Search / 14 results found Showing: 1-10 of 14
The Tri-Town Boards of Health unanimously approved a motion by Lenox member Dr. John Kearns to plan an educational session on the Upland Disposal Facility — “and then decide where we go from there.”
Lawyers are gearing up for the next — and possibly last — legal fight over the government’s plan to remove toxic pollutants strewn into the Housatonic River decades ago by the General Electric Co.
Two environmental groups came up short Tuesday in their legal efforts to block disposal of toxic sediments in a landfill near the Housatonic River in Lee.
The Attorney General’s office ruled this week that a bylaw change approved during Lee’s town meeting last June cannot go into effect because it conflicts with state law. The finding is a setback for opponents of a proposed PCB dump.
A family business that’s operated in Lee for half a century will drop use of one of its properties, after being cited by the state environmental officials. The Department of Environmental Protection says L.B. Corp. has been running a materials recycling plant without a required permit.
The General Electric Co. can change its structure, but any corporate evolution doesn’t free it from a duty to remove toxins from the Housatonic River.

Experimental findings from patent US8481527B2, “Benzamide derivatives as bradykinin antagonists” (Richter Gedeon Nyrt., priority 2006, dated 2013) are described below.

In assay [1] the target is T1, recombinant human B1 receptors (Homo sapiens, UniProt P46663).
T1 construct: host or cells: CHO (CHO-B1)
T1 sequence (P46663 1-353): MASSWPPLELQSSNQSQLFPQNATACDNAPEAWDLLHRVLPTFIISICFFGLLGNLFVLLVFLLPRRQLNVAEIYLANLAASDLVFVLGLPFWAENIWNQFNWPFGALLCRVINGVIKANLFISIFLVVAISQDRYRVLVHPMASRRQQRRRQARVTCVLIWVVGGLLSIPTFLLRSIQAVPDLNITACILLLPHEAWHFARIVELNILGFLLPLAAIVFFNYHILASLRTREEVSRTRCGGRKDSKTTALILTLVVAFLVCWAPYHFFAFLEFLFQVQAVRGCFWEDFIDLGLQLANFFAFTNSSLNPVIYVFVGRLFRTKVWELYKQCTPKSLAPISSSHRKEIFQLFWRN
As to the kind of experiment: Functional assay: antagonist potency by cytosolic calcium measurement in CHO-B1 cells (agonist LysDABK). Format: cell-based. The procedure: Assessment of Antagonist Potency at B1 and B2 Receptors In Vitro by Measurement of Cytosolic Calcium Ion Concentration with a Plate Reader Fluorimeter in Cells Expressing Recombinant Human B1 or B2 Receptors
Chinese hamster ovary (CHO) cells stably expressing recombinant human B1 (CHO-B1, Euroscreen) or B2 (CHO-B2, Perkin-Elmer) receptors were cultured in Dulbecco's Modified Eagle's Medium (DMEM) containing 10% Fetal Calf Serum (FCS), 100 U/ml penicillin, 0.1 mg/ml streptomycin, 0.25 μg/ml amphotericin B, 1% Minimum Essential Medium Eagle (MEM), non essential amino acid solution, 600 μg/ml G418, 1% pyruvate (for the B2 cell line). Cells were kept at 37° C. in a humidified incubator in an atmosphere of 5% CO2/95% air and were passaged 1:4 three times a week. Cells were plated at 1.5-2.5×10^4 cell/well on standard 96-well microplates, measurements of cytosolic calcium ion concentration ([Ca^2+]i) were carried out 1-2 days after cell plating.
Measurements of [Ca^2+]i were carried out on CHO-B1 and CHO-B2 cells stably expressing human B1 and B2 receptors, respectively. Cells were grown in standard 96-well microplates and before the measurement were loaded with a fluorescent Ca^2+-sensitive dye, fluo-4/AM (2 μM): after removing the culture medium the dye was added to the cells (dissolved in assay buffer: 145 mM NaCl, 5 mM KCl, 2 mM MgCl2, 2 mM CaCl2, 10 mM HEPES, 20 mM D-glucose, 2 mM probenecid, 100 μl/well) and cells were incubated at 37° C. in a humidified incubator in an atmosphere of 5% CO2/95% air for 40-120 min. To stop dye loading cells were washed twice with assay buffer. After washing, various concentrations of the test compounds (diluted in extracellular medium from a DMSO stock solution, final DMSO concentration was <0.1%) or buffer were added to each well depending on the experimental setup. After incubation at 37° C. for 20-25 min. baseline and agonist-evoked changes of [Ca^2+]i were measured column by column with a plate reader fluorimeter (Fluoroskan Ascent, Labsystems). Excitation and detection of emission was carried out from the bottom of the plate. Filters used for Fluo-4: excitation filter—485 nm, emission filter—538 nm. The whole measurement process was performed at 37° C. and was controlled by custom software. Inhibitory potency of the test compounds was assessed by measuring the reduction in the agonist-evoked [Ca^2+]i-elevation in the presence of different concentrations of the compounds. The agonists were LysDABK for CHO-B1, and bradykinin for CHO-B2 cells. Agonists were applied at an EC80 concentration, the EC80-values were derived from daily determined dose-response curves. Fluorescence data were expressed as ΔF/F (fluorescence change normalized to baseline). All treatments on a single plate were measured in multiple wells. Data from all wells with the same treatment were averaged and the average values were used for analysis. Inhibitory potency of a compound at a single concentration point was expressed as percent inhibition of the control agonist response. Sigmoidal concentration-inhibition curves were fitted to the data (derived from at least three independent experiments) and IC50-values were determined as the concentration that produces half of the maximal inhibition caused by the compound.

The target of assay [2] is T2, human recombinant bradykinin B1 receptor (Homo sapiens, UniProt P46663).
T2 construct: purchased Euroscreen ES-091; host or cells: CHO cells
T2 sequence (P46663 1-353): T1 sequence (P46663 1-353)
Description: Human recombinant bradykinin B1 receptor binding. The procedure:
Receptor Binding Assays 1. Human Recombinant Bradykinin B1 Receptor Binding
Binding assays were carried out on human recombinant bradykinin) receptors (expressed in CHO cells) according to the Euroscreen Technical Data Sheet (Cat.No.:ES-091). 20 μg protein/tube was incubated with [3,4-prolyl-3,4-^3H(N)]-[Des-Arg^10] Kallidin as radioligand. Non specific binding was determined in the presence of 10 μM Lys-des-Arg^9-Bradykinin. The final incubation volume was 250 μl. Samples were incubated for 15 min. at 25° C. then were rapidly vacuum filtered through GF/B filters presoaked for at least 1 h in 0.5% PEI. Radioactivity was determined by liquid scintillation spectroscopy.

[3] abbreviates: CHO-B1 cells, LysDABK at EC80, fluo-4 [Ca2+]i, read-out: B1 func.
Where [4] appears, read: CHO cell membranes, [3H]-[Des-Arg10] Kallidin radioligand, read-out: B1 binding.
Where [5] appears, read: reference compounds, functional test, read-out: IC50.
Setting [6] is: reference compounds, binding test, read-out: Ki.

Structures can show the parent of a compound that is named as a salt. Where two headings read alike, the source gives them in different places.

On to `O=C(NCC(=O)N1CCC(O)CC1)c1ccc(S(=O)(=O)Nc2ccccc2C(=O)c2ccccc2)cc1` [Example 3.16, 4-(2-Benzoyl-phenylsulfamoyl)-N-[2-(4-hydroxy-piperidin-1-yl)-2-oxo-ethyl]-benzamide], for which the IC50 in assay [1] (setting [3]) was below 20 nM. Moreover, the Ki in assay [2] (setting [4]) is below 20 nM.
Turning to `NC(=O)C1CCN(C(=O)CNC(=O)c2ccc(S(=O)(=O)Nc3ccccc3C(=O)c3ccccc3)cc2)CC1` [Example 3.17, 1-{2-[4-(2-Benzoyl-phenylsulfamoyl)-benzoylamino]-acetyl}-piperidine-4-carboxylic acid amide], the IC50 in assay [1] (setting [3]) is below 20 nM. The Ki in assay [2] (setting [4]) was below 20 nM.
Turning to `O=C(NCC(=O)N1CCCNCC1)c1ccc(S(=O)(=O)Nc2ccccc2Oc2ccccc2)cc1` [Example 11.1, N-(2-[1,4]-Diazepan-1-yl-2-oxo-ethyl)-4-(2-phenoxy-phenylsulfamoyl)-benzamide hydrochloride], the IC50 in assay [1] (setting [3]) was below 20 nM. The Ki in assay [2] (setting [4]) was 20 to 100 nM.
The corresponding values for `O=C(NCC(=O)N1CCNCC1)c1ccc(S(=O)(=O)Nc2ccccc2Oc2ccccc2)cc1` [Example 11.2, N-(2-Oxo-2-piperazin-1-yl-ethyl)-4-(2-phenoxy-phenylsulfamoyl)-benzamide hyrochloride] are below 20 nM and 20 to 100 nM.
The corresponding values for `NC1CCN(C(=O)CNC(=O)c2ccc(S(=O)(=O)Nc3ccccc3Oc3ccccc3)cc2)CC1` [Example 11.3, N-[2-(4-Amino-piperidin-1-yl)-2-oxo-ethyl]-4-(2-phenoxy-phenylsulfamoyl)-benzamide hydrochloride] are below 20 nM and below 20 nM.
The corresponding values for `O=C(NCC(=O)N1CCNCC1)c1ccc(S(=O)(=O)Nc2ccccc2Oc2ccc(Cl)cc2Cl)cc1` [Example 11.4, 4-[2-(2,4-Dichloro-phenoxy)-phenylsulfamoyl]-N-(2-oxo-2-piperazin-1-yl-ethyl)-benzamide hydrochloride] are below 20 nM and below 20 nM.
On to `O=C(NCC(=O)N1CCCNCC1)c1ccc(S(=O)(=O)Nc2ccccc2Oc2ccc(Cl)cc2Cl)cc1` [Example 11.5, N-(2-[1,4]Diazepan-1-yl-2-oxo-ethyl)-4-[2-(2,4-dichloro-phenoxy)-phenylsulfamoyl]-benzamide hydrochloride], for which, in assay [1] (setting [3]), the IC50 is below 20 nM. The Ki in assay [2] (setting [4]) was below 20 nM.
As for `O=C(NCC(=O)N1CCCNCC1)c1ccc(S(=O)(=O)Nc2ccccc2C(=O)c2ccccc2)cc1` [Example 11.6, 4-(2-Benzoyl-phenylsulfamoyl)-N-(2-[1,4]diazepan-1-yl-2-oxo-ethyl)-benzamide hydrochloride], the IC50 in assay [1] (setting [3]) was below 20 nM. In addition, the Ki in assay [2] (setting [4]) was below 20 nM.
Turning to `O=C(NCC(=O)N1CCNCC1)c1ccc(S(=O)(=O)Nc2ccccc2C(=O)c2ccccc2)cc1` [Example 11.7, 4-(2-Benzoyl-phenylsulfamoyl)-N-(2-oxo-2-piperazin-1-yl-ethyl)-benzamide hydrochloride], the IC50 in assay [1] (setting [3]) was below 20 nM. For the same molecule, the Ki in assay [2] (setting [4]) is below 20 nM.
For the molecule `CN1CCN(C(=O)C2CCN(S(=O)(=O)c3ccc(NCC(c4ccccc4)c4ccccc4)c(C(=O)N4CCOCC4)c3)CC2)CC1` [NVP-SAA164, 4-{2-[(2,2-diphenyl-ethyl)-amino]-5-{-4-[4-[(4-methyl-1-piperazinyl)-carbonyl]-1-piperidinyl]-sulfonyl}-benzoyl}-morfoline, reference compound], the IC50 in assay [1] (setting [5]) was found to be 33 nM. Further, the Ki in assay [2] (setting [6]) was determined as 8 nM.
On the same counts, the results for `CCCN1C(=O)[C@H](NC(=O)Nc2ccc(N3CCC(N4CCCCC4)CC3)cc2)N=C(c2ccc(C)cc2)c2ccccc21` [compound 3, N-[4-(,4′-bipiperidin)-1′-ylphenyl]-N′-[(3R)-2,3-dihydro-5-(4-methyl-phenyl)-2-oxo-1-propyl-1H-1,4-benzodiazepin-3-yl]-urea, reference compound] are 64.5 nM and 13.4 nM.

An attempt to overturn the EPA permit allowing a PCB landfill in Lee goes to a hearing today before the Environmental Appeals Board in Washington, D.C. The proceeding is being conducted by videoconference, starting at 1:30 p.m. The Eagle will provide live updates during the hearing.
Thursday afternoon, the country’s top environmental court will hear why the latest plan to pull toxins from the Housatonic River should be scuttled. And why it should go ahead. You can watch.
The Environmental Appeals Board has notified attorneys that justices are ready to hold oral arguments in the case, which pits two environmental groups against the Environmental Protection Agency, the General Electric Co. and other parties that supported the plan, revealed in February 2020, to allow the burial of sediments with lower levels of polychlorinated biphenyls in an engineered landfill at a former quarry above the Housatonic River.